Completed in 1854, Jacinto Courthouse presents a compelling story of a by-gone era and a bustling southern boom town. Tour this excellent example of Federal-style architecture.
Hwy 356 East of Rienzi
Hours: May-Sept: Tue-Fri & Sun 1-5 p.m., Sat 10 a.m.-5 p.m.; Apr & Oct-Nov: Sat 10 a.m.-5 p.m., Sun 1-5 p.m.
Admission: There is no admittance fee, but donations are accepted.
c. 1847. Listed on the National Register of Historic Places and a Mississippi Landmark. This restored Georgian-Greek Revival mansion, built in 1847 was once the home of Confederate General Stephen D. Lee, first President of MSU, first Superintendent of Vicksburg National Park, founder of the United Confederate Veterans, and first Chairman of the Board for the Mississippi Department of Archives and History. The house is fully furnished and includes personal items of the Lee family and the museum upstairs houses a treasure trove of Civil War artifacts and collections. Open Fridays without an appointment from 10 a.m. to 4 p.m. All other days are by appointment (last minute notices OK). $10 for adults. Tour groups are welcome. Visit us on Facebook.
Stephen D Lee Home & Museum
Designed in the Ionic Greek Revival style famous for its fluted columns, the oldest building at the University of Mississippi housed most of the classrooms and faculty offices in 1848. Today the Lyceum is the principal administrative center. Its history includes being used as a hospital during the Civil War for both Union and Confederate soldiers and being the site of rioting during the desegregation crisis in 1962 centered on the admission of James Meredith. In October 2006, a Civil Rights Monument, including a statue of Meredith, was dedicated in a grassy area between the Lyceum and the J.D.Williams Library.
University, MS 38677
Hours: Walking Tour Mon-Fri 9 a.m.-3 p.m., Sat 9 a.m.-10:30 a.m., By appointment only, Call for schedule
c. 1850. Beautiful antebellum home, furnished with antiques and featuring an unusual staircase. Weddings, receptions, special occasions.
732 West Commerce St.
Aberdeen, MS 39730
Hours: 10 a.m.-2 p.m. Mon-Fri; Or by appointment
Admission: $5 adults
c. 1899. A 100 year old structure (formerly Presbyterian Church) built in Romanesques Revival style with stunning stained glassed windows. The building also incorporates a Delta Gamma room with portrait of the founders.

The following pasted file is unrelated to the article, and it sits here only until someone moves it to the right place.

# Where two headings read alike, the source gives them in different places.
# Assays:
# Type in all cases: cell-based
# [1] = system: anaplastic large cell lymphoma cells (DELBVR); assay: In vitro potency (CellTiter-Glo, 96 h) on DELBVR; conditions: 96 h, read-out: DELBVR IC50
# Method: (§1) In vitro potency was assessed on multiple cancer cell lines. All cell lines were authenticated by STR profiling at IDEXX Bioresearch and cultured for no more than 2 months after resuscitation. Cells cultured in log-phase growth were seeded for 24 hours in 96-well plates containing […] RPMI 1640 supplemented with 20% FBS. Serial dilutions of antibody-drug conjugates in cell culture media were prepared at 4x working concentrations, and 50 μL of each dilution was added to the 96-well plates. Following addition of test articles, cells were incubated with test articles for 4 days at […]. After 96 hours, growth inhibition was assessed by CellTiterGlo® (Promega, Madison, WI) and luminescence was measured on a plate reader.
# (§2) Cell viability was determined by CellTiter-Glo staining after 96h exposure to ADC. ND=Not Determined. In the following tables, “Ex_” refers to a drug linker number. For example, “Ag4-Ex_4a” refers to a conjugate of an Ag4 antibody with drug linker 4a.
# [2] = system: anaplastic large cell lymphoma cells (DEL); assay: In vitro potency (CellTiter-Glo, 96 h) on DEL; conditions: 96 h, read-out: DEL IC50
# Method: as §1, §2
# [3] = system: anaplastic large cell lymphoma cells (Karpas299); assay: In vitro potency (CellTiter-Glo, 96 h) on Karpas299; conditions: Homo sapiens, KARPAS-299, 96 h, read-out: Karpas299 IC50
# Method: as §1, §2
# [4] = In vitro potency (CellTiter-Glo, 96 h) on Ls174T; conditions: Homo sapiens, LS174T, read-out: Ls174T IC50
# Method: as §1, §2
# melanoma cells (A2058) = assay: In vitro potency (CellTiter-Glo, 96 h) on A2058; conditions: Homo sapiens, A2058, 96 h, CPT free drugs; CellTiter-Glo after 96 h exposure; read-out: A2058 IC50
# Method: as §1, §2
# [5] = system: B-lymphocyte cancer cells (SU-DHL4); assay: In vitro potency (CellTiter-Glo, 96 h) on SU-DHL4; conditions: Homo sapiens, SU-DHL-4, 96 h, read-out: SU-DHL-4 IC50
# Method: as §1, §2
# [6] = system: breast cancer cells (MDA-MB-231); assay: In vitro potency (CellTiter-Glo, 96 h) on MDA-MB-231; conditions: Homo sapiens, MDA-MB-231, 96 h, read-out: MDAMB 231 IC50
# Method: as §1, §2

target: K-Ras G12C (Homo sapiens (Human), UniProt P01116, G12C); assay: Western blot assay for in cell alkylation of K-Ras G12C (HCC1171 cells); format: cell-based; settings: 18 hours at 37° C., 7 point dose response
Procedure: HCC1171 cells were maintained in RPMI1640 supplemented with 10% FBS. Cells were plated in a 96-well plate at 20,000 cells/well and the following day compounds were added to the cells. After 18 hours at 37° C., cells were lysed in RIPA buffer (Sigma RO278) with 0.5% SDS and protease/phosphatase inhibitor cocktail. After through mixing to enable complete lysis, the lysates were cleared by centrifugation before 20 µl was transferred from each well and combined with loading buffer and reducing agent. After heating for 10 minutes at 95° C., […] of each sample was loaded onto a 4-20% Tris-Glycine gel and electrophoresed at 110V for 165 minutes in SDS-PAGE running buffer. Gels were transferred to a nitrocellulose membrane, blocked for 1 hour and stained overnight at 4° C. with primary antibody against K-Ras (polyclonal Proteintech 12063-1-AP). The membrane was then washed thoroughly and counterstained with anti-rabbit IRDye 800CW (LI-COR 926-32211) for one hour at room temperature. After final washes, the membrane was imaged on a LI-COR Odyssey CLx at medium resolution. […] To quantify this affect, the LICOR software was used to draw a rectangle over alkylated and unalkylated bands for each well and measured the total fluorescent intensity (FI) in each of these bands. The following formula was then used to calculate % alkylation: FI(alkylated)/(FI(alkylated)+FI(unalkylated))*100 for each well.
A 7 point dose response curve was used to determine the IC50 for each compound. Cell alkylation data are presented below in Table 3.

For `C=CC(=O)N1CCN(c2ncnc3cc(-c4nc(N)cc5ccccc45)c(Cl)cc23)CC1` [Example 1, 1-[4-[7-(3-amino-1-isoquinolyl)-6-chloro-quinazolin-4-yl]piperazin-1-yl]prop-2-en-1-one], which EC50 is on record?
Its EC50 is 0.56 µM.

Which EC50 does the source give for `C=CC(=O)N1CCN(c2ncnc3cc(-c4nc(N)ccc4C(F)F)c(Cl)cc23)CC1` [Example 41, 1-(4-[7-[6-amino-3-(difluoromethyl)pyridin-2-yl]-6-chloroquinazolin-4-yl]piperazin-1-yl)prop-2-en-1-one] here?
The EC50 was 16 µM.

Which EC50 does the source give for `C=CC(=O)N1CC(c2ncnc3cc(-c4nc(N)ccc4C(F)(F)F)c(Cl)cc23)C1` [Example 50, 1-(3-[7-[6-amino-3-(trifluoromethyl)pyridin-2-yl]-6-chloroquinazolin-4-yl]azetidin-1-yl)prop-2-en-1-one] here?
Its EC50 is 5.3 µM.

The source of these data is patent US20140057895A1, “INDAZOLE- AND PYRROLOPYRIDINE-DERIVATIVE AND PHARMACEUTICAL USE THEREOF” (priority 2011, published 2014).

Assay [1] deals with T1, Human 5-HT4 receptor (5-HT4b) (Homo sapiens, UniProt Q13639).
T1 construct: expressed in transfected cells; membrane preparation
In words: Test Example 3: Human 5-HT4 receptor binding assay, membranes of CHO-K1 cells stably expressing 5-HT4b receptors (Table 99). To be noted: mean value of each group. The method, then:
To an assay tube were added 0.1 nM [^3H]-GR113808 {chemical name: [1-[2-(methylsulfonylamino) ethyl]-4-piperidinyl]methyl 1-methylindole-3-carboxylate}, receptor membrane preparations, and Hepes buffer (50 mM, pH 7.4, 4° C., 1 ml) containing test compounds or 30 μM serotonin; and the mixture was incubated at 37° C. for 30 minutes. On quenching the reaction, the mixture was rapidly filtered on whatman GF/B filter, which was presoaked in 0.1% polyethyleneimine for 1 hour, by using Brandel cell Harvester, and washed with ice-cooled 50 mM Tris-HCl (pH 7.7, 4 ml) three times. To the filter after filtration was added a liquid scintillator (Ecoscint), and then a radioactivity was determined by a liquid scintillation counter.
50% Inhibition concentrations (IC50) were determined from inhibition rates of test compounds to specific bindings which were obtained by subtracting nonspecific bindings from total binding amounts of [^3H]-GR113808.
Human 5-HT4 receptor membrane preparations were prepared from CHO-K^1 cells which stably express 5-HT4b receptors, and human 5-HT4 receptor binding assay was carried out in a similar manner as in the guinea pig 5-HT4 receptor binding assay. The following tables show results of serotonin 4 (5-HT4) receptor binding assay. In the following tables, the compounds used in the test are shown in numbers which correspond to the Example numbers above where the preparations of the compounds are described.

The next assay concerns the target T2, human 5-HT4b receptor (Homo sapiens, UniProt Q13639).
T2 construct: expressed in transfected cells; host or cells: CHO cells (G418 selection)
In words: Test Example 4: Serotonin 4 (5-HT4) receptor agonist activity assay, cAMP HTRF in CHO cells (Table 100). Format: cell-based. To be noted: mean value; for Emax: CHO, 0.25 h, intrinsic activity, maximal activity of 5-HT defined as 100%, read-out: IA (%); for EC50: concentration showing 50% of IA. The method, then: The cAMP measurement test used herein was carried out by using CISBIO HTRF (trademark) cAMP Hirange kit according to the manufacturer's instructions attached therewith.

Washington St. and Huntington St.
Kosciusko, MS 39090
Hours: By appointment
c. 1858. Home of the Holly Springs Garden Club, this antebellum Greek brick mansion shows the influence of the Classic Revival. The Arboretum society is located on the grounds of Montrose and contains 50 different species of trees native to the area.
335 E. Salem Ave.
Holly Springs, MS 38635
Hours: By appointment only
After a split in the Great Episcopal Church, the Freedom Society was formed and began sending missionaries into the South to organize private schools and churches. As a result, Mt. Moriah UMC was founded in 1866. Burned four times apparently due to dissentions between the Methodist South and the parent church, it was rebuilt in 1928 as a brick structure which stands today. In 2006, the church celebrated 140 years of ministering to the spiritual needs of the people.
800 Meigg St.
Corinth, MS 38834
Hours: Open Year Round
Housed in the third permanent jail built in Noxubee County. Books cased inside the jail cells. Still includes gallows. Romanesque architecture, National Register of Historic Places, Mississippi Landmark.
103 East King St.
Macon, MS 39341
Hours: Mon-Tue & Thu-Fri 8 a.m.-6 p.m., Closed holidays
Approximately 300 buildings and homes listed in National Register.
Main St. and surrounding area
Okolona, MS 38860
Located on the northeast corner of the Square, city hall was Oxford's first federal building. City government moved into the Romanesque Revival structure in 1975.